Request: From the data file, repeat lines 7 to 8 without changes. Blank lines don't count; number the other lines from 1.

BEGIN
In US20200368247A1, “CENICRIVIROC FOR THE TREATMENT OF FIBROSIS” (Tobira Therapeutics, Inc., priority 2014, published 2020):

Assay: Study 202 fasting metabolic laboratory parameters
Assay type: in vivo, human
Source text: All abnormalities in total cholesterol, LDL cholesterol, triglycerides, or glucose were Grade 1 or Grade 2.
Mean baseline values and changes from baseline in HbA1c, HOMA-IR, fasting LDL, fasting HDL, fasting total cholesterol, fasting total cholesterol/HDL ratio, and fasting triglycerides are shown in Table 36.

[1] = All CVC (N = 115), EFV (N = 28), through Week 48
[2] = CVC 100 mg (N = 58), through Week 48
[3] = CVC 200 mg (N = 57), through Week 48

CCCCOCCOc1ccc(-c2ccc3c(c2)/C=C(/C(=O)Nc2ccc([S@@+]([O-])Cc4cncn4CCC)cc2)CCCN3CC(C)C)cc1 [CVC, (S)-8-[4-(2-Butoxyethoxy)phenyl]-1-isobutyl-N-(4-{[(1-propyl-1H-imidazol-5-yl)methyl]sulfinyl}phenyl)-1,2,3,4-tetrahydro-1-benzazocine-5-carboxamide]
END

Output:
[2] = CVC 100 mg (N = 58), through Week 48
[3] = CVC 200 mg (N = 57), through Week 48